Sensor Data Helps Calibrate Water Models
Thomas M. Walski, Ph.D., P.E., D.WRE, F. ASCE, is Bentley Systems senior product manager for Water and Sewer Products. Walski has been intimately involved with the modeling of water networks for decades, and has worked with Bentley Systems to introduce seminal hydraulic modeling tools such as WaterGEMS and WaterCAD. He recently discussed the impact of modeling and sensing on modern water systems with Informed Infrastructure.
Informed Infrastructure: Tom, what’s your role at Bentley Systems, and why are you interested in sensing in particular?
Walski: My role is to define where our software is going, and to anticipate and address user needs. Sensing comes into that because SCADA [supervisory control and data acquisition] data is an excellent way to calibrate models so that they become truly useful for the design and operation of particular networks. A lot of our R&D is devoted to this, and there’s a lot of opportunity for applications, especially on the operations side of water suppliers—this is where we’re moving with our modeling. Our SCADAConnect module, for example, creates easy workflows for bringing SCADA data into models. And once calibrated with real data, the models can be used to design improvements, detect problems, and run ‘what if’ studies that give useful results.
In terms of temporal resolution, SCADA is tremendous. You may only have continually updated data at relatively few points in the system, but a model allows a user to ‘fill in’ the space between sensors. I’m sure in a few decades we’ll see more densely sensored networks, but what’s common now is usually more than sufficient to make predictions about whole networks.
One of our initiatives is to get more folks on the operations side of water systems to see that modeling is a tool for them, and not just for engineers and planners. We think that designers and operators both benefit when they share data. In fact, some of our favorite people are those whom come to engineering or planning after working as operators—they see the value of both sides, and can see the value of leveraging information for multiple benefits.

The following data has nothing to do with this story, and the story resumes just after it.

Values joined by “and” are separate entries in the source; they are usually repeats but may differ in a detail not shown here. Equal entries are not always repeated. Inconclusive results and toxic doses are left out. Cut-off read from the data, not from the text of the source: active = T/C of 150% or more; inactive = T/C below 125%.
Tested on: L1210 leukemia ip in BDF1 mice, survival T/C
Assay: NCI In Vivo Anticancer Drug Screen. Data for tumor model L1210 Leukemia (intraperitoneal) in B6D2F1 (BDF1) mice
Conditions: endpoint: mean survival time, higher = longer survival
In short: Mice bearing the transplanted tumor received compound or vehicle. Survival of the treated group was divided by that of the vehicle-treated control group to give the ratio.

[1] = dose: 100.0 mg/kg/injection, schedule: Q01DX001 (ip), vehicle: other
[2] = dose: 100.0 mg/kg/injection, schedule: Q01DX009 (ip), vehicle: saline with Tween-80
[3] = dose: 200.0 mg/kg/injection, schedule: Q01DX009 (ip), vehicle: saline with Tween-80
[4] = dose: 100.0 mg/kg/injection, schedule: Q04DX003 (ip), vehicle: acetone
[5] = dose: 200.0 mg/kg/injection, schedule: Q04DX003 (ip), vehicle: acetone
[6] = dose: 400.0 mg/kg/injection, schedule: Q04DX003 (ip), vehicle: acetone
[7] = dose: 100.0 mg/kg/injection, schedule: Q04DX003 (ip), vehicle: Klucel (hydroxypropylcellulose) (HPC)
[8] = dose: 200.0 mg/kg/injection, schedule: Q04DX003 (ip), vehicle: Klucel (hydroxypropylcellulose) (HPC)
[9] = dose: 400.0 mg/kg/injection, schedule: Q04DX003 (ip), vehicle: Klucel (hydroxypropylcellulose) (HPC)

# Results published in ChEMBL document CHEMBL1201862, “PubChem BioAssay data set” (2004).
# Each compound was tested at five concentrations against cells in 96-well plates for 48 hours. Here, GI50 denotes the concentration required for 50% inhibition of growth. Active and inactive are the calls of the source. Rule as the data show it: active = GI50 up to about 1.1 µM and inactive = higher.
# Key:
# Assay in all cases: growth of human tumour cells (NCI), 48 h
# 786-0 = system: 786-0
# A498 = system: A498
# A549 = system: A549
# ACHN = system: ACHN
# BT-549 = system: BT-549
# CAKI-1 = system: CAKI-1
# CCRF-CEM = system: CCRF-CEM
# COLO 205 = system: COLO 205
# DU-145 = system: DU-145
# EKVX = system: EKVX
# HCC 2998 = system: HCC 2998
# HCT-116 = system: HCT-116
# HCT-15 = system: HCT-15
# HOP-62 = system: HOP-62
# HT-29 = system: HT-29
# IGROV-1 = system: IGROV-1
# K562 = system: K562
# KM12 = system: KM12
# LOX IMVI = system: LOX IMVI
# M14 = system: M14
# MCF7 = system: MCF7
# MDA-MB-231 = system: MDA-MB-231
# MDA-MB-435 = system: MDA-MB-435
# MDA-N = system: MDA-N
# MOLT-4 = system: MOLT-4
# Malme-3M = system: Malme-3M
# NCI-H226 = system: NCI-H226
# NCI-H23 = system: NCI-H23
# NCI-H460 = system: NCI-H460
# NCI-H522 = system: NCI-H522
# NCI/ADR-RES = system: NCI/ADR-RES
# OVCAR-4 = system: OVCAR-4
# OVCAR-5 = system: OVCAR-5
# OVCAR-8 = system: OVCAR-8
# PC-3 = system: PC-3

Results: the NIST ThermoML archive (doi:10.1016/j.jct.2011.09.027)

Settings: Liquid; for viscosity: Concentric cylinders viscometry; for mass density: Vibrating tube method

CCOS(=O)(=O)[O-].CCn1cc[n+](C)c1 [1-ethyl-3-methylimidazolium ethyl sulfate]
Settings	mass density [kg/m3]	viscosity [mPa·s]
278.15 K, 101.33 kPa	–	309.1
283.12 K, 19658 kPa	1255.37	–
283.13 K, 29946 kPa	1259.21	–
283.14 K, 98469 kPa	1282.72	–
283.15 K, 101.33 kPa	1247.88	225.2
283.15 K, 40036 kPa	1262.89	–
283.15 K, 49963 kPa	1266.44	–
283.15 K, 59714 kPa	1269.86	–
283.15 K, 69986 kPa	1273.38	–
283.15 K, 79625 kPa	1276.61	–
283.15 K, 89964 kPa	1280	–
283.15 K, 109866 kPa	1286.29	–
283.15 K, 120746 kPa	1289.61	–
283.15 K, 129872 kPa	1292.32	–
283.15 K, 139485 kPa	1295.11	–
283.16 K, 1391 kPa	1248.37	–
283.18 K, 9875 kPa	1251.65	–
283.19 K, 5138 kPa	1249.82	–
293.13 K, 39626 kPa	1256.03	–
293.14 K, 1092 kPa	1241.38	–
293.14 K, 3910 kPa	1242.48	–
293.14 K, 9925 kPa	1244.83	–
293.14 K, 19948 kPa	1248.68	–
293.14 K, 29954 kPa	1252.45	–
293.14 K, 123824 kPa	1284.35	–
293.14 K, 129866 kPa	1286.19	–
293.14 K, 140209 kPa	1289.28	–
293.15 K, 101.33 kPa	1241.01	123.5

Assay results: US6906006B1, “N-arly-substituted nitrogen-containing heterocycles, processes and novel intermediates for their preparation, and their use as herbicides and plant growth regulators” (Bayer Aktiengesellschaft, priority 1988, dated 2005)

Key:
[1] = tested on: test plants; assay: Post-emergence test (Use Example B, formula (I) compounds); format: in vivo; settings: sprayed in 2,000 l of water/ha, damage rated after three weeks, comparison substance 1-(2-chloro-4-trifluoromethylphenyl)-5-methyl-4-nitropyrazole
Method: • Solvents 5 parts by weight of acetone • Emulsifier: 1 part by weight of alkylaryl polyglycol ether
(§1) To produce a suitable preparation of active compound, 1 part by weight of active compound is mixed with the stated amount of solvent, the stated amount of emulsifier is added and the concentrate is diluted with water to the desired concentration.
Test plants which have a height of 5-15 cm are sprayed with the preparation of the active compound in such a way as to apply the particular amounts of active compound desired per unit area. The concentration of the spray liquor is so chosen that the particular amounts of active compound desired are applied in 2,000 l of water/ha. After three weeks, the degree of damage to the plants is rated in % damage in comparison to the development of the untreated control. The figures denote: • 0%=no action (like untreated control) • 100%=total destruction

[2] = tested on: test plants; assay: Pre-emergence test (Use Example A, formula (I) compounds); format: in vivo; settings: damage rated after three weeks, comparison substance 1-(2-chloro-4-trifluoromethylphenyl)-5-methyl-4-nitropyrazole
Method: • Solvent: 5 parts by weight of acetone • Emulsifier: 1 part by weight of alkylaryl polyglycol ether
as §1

Informed Infrastructure: What role do water networks play in improving water availability in impoverished regions? What should relative investment be, for example, compared to other forms of development?
Walski: The big push in less developed regions is to move to 24/7 water supply, as opposed to intermittent water supplies. That’s a big, beneficial transition; when water is on 24/7, for example, it’s cleaner because there’s less infiltration, and it’s easier to detect leaks and manage pressure. It’s also better for people, of course.
Now, if it’s a question of supply that’s preventing 24/7, then network management or modeling doesn’t have a big role to play—first, work on supply. But if it’s leaks, non-revenue water, or pressure issues that are preventing 24/7 supply, a reasonable investment in sensing and modeling can help a lot.
Informed Infrastructure: Is there any ‘low hanging fruit’ in this arena? That is, are there relatively cheap investments that will have high positive impacts?
Walski: One thing that occurs to me are DMAs [district metered areas] which have become a very useful tool for water management. When large networks are broken up into at least a few separate parts, and usage is monitored in these areas, managers can really learn a lot. Just basic flowmeters, read manually, can make a big difference. Tying them into SCADA makes them even better. Most obviously, it’s much easier to get a handle on leaks and water loss. When you have a whole system to investigate, it can be overwhelming; narrowing it down to a particular area really helps. DMAs enable managers to get a handle on where water is going and to be proactive or, at least, to react more quickly.
We’ve worked with United Utilities in the UK to verify our Darwin Leak Calibrator tool in our WaterGEMS model. They were able to pinpoint areas where leaks were likely. We’ve used their field data as benchmarks to test our models and tools.
Informed Infrastructure: Specifically, how can better network management improve water availability?
Walski: When designers and managers use reality-informed models to get a good understanding of the system, they start to get a sense of where water ‘ought’ to be going. And they can compare modeled predictions to field data to detect problems; if pressure in a DMA is lower than predicted, for example, they can investigate—it may be something as simple as valves that should be closed or opened.
Pressure management can be very complex. It’s obvious that lower pressures cause less leakage, but just lowering pressure without a plan can negatively affect the whole system. Informed hydraulic analysis is a good way to create pressure management plans. And again, DMAs are a big help.
Of course, a model is only as good as the data used to create it. If a system is poorly mapped, then basic collection of spatial data and mapping is the first step, and comes before hydraulic analysis.
Informed Infrastructure: Can sophisticated network management improve performance of relatively unsophisticated systems? If so, what are some strategies for implementing better management?
Walski: I’d say some basic requirements need to be met before hydraulic analysis is genuinely useful. I mentioned mapping and inventory management. There also needs to be some basic sensing ability in the system, even if it’s just a few flowmeters read every couple of days. And some version of DMAs can be useful. I’d say there also has to be the will to do simple things like finding and fixing leaks. A district has to make a commitment to good practices before anything else will work.